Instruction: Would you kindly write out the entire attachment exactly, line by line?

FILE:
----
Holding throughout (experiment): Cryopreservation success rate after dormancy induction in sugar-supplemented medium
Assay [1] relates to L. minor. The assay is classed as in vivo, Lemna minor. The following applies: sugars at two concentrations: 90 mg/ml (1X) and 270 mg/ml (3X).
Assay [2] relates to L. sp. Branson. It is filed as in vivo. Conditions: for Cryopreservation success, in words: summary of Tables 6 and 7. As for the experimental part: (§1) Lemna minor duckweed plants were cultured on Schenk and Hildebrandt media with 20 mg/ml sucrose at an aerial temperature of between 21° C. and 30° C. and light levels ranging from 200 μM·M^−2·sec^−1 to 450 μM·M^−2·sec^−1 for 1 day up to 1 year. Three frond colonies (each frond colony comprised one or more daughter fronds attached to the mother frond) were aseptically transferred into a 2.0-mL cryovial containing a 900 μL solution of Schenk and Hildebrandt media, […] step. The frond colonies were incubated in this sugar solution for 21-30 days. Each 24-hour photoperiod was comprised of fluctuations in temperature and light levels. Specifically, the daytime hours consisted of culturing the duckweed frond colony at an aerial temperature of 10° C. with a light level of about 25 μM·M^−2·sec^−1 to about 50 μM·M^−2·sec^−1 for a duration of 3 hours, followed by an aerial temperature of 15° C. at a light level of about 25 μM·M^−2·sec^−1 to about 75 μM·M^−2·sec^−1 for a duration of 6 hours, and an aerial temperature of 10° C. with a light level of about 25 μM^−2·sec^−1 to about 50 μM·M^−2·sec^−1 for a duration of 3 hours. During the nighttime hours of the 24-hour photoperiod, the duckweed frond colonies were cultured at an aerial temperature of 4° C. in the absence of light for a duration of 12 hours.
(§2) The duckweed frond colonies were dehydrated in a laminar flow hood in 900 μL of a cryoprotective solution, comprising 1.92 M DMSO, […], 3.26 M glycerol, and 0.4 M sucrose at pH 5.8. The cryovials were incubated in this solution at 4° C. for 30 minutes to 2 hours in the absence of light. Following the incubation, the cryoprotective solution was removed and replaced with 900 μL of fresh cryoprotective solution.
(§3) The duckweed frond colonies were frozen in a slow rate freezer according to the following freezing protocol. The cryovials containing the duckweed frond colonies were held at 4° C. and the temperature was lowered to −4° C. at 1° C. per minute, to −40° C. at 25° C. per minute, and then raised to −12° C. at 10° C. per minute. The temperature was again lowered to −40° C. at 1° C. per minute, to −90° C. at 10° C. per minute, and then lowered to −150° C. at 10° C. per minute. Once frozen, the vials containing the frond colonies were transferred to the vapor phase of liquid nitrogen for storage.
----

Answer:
Holding throughout (experiment): Cryopreservation success rate after dormancy induction in sugar-supplemented medium
Assay [1] relates to L. minor. The assay is classed as in vivo, Lemna minor. The following applies: sugars at two concentrations: 90 mg/ml (1X) and 270 mg/ml (3X).
Assay [2] relates to L. sp. Branson. It is filed as in vivo. Conditions: for Cryopreservation success, in words: summary of Tables 6 and 7. As for the experimental part: (§1) Lemna minor duckweed plants were cultured on Schenk and Hildebrandt media with 20 mg/ml sucrose at an aerial temperature of between 21° C. and 30° C. and light levels ranging from 200 μM·M^−2·sec^−1 to 450 μM·M^−2·sec^−1 for 1 day up to 1 year. Three frond colonies (each frond colony comprised one or more daughter fronds attached to the mother frond) were aseptically transferred into a 2.0-mL cryovial containing a 900 μL solution of Schenk and Hildebrandt media, […] step. The frond colonies were incubated in this sugar solution for 21-30 days. Each 24-hour photoperiod was comprised of fluctuations in temperature and light levels. Specifically, the daytime hours consisted of culturing the duckweed frond colony at an aerial temperature of 10° C. with a light level of about 25 μM·M^−2·sec^−1 to about 50 μM·M^−2·sec^−1 for a duration of 3 hours, followed by an aerial temperature of 15° C. at a light level of about 25 μM·M^−2·sec^−1 to about 75 μM·M^−2·sec^−1 for a duration of 6 hours, and an aerial temperature of 10° C. with a light level of about 25 μM^−2·sec^−1 to about 50 μM·M^−2·sec^−1 for a duration of 3 hours. During the nighttime hours of the 24-hour photoperiod, the duckweed frond colonies were cultured at an aerial temperature of 4° C. in the absence of light for a duration of 12 hours.
(§2) The duckweed frond colonies were dehydrated in a laminar flow hood in 900 μL of a cryoprotective solution, comprising 1.92 M DMSO, […], 3.26 M glycerol, and 0.4 M sucrose at pH 5.8. The cryovials were incubated in this solution at 4° C. for 30 minutes to 2 hours in the absence of light. Following the incubation, the cryoprotective solution was removed and replaced with 900 μL of fresh cryoprotective solution.
(§3) The duckweed frond colonies were frozen in a slow rate freezer according to the following freezing protocol. The cryovials containing the duckweed frond colonies were held at 4° C. and the temperature was lowered to −4° C. at 1° C. per minute, to −40° C. at 25° C. per minute, and then raised to −12° C. at 10° C. per minute. The temperature was again lowered to −40° C. at 1° C. per minute, to −90° C. at 10° C. per minute, and then lowered to −150° C. at 10° C. per minute. Once frozen, the vials containing the frond colonies were transferred to the vapor phase of liquid nitrogen for storage.